Christians have been warned by a militant Islamist group to leave northern Nigeria or be attacked, according to media reports.
Abul Qaqa, a purported spokesman for Boko Haram, said the terror group was “giving a three-day ultimatum to the southerners living in the northern part of Nigeria to move away”, the English language Vanguard newspaper reported.
The group has been linked to many attacks on Christians, most notably the bombings on Christmas Day killed 49 people, most of them at a Catholic church as services were ending.
Nigeria’s 160 million people are divided between the mainly Muslim north and predominately Christian south.
Qaqa said Boko Garam wished "to call on our fellow Muslims to come back to the north".
The BBC reported that Nigeria’s president, Goodluck Jonathan, declared a state of emergency on Saturday in parts of four states hard hit by violence blamed on Boko Haram.
It said Mr Jonathan vowed to "crush" the group, which he said "started as a harmless group" but had "now grown cancerous".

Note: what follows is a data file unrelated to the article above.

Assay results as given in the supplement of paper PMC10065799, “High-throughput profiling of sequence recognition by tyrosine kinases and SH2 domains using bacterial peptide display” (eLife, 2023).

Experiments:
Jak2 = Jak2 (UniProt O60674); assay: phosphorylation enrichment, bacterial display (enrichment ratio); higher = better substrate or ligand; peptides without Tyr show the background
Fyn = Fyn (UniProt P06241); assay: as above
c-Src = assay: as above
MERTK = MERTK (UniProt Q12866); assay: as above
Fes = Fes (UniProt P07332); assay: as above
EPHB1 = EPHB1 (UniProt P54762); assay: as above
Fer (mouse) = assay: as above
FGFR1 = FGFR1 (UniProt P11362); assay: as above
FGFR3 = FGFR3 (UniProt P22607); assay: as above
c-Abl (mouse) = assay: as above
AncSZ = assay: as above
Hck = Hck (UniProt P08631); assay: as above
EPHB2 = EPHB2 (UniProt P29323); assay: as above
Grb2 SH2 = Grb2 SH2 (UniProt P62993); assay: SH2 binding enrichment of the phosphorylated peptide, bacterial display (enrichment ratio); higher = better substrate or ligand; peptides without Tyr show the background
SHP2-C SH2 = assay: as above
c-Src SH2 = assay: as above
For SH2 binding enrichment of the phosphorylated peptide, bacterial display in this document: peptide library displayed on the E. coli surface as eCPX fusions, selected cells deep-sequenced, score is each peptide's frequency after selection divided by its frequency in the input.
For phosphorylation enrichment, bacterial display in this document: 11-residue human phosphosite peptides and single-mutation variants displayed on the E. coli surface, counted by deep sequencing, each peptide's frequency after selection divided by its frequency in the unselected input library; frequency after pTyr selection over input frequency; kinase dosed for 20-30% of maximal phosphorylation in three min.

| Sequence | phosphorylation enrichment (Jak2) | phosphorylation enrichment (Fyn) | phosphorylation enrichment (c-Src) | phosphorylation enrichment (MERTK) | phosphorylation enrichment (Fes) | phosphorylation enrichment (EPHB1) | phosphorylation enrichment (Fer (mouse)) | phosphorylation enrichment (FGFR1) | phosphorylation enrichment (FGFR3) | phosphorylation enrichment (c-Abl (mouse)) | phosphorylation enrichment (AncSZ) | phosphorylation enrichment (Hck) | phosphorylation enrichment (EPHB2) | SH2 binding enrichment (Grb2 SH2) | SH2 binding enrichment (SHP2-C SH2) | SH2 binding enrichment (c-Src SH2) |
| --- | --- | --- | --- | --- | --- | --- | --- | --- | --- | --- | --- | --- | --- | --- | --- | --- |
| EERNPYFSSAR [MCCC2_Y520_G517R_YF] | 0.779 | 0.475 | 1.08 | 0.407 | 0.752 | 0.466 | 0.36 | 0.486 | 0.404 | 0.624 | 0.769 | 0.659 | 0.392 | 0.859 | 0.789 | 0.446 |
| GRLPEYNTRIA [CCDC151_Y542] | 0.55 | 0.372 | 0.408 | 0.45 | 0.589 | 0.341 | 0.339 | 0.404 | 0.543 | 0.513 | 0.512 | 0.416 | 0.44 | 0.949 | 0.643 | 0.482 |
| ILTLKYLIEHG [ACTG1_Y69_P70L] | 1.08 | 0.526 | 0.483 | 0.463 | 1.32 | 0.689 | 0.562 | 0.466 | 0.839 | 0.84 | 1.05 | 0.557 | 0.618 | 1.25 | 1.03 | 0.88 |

Human rights activist Shehu Sani told CNN that the latest Boko Haram threat was credible, but many Christians born and raised in the north have nowhere else to go.
"The killings will continue," he told CNN, adding that the state of emergency and an enhanced presence of the security forces would not improve the situation, alleging that troops had already been involved in human rights abuses and had done little to reduce violence.
David Cook of Rice University, who has studied the rise of Boko Haram, told CNN that "if radical Muslim violence on a systematic level were to take hold in Nigeria ... it could eventually drive the country into a civil war."